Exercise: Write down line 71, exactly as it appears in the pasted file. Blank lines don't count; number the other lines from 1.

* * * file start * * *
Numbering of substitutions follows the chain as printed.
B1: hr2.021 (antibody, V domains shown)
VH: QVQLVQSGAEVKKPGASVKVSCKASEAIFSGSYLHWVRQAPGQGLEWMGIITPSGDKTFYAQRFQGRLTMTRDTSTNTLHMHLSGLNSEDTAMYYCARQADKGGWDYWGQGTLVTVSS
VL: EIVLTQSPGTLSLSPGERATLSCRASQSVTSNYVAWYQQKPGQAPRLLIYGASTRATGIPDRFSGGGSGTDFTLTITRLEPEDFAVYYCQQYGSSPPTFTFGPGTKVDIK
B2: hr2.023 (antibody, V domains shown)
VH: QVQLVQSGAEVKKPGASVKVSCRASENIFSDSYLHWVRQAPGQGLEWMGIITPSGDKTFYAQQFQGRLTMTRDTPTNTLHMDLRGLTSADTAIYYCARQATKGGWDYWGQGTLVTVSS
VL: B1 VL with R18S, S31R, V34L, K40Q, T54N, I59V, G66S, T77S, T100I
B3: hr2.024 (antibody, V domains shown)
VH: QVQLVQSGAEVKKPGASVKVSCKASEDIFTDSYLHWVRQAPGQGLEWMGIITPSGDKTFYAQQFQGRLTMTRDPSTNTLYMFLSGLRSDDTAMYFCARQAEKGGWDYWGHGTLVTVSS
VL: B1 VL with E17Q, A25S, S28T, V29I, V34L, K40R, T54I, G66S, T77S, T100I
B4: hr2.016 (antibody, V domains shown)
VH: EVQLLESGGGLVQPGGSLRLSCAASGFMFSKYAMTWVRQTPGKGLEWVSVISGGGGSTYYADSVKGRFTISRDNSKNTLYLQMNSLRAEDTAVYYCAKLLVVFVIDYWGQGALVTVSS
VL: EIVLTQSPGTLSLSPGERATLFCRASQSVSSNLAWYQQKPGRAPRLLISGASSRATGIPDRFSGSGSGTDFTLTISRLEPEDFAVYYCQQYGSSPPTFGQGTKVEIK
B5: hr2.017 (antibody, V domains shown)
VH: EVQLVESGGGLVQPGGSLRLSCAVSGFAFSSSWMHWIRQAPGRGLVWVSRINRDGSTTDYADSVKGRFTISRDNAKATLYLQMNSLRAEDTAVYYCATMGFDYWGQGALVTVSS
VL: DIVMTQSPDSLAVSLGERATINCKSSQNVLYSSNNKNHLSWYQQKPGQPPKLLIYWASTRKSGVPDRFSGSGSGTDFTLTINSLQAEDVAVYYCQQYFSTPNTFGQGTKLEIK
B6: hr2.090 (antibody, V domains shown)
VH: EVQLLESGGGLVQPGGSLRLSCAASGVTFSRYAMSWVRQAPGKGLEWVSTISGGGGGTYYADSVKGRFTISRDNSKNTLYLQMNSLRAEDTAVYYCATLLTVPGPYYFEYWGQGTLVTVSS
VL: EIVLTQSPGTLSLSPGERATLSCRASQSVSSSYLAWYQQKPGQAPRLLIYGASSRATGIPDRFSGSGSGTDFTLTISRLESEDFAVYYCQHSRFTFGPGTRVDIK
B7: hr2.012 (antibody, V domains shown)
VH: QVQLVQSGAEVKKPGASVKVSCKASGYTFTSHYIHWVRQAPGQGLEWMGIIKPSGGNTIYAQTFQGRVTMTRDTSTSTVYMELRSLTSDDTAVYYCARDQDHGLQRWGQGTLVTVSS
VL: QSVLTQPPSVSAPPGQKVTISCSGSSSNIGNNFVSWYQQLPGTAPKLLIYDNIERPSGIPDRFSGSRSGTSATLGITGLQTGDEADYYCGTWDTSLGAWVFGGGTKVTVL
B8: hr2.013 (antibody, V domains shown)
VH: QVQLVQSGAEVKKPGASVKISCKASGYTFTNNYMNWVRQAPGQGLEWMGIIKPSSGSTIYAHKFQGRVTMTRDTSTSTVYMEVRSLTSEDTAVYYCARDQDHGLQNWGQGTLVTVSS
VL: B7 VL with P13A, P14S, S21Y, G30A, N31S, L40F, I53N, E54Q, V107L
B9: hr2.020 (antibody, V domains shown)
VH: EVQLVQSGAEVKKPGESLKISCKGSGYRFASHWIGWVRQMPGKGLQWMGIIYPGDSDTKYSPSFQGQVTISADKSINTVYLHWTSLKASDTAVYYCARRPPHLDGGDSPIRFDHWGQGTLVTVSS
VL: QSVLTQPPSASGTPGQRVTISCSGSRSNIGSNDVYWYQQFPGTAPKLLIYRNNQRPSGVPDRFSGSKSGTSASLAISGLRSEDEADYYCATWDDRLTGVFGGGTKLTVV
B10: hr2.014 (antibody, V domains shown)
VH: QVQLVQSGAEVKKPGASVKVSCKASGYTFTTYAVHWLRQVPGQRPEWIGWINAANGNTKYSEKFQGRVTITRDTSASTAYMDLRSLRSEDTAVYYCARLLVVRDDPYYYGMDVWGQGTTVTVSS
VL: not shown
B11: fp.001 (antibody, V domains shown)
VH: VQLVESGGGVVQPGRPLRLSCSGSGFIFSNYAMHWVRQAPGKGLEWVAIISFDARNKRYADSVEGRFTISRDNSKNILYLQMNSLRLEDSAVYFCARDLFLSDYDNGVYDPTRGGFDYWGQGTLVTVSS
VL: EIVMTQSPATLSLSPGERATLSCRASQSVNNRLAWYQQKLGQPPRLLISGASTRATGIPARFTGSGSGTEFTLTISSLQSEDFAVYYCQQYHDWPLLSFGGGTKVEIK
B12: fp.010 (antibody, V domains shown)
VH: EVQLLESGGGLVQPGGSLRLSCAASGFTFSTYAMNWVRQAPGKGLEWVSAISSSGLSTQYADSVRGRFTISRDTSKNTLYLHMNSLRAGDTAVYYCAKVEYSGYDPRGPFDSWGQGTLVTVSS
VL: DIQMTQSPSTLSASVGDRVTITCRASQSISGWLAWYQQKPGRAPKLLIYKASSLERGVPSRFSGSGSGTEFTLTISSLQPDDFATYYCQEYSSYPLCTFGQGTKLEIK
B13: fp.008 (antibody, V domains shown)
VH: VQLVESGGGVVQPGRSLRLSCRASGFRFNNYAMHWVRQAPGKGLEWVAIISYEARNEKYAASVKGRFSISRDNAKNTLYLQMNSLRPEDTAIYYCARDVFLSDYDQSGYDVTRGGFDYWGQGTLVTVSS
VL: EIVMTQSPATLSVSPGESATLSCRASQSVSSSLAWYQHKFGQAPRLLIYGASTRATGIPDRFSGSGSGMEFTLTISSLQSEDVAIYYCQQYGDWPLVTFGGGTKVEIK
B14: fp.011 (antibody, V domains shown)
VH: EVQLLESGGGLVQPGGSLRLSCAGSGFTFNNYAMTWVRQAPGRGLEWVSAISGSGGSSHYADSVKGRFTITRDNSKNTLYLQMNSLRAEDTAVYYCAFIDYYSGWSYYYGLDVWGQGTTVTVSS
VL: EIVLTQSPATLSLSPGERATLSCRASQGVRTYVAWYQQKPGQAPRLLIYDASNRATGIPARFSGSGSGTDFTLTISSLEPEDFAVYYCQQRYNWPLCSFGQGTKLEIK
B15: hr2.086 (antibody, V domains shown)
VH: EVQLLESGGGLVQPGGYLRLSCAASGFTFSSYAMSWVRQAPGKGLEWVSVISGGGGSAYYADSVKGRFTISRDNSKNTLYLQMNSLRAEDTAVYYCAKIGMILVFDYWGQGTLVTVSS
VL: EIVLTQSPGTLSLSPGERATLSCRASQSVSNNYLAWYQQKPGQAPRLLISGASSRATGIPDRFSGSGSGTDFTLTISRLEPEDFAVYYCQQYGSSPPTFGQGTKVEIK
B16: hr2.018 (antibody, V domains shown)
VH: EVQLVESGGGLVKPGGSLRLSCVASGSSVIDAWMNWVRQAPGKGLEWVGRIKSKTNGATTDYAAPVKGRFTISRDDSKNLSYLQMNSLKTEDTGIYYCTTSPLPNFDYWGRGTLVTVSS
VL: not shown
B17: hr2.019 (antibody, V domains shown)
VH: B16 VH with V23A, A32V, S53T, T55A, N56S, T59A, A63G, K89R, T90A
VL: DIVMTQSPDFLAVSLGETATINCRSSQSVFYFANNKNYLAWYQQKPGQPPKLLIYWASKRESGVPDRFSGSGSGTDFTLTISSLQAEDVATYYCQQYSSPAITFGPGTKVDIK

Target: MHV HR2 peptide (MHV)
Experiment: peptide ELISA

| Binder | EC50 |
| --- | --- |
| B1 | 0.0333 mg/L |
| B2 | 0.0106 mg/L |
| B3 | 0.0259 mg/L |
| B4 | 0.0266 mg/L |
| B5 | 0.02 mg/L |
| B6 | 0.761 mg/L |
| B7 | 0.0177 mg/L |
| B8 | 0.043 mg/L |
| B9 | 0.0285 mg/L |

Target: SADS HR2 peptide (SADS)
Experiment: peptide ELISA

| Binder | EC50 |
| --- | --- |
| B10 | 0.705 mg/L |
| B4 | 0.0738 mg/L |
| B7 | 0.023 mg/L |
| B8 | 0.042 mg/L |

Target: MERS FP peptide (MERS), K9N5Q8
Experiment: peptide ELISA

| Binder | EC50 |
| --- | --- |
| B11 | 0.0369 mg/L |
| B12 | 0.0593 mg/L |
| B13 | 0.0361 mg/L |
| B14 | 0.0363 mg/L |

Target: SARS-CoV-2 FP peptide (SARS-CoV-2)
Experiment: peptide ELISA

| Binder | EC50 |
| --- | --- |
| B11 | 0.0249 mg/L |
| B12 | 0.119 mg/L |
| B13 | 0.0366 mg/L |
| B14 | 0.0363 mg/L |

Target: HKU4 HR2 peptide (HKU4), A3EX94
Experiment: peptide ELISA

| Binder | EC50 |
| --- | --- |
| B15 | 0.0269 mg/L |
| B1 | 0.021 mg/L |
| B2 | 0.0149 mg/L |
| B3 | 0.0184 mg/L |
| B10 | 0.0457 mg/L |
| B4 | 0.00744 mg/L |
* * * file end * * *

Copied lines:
| B4 | 0.0738 mg/L |